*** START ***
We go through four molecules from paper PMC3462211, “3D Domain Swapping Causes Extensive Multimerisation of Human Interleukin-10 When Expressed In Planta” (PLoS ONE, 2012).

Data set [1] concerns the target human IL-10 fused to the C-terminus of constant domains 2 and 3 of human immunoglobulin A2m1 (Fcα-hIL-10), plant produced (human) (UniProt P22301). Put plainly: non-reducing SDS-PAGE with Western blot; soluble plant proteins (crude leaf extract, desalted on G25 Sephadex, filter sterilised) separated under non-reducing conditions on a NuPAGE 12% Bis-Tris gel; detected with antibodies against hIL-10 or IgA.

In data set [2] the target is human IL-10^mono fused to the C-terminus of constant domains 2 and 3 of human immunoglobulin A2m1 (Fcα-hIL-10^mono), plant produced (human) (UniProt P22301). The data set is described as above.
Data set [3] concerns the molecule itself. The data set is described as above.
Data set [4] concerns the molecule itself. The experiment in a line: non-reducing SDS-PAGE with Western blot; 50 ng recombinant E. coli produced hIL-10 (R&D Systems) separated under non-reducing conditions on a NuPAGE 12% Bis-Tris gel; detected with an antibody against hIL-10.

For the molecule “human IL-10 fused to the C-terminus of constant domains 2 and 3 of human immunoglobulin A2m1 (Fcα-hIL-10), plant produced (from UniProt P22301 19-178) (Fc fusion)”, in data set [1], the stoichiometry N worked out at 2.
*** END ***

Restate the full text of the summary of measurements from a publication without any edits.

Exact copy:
We go through four molecules from paper PMC3462211, “3D Domain Swapping Causes Extensive Multimerisation of Human Interleukin-10 When Expressed In Planta” (PLoS ONE, 2012).

Data set [1] concerns the target human IL-10 fused to the C-terminus of constant domains 2 and 3 of human immunoglobulin A2m1 (Fcα-hIL-10), plant produced (human) (UniProt P22301). Put plainly: non-reducing SDS-PAGE with Western blot; soluble plant proteins (crude leaf extract, desalted on G25 Sephadex, filter sterilised) separated under non-reducing conditions on a NuPAGE 12% Bis-Tris gel; detected with antibodies against hIL-10 or IgA.

In data set [2] the target is human IL-10^mono fused to the C-terminus of constant domains 2 and 3 of human immunoglobulin A2m1 (Fcα-hIL-10^mono), plant produced (human) (UniProt P22301). The data set is described as above.
Data set [3] concerns the molecule itself. The data set is described as above.
Data set [4] concerns the molecule itself. The experiment in a line: non-reducing SDS-PAGE with Western blot; 50 ng recombinant E. coli produced hIL-10 (R&D Systems) separated under non-reducing conditions on a NuPAGE 12% Bis-Tris gel; detected with an antibody against hIL-10.

For the molecule “human IL-10 fused to the C-terminus of constant domains 2 and 3 of human immunoglobulin A2m1 (Fcα-hIL-10), plant produced (from UniProt P22301 19-178) (Fc fusion)”, in data set [1], the stoichiometry N worked out at 2.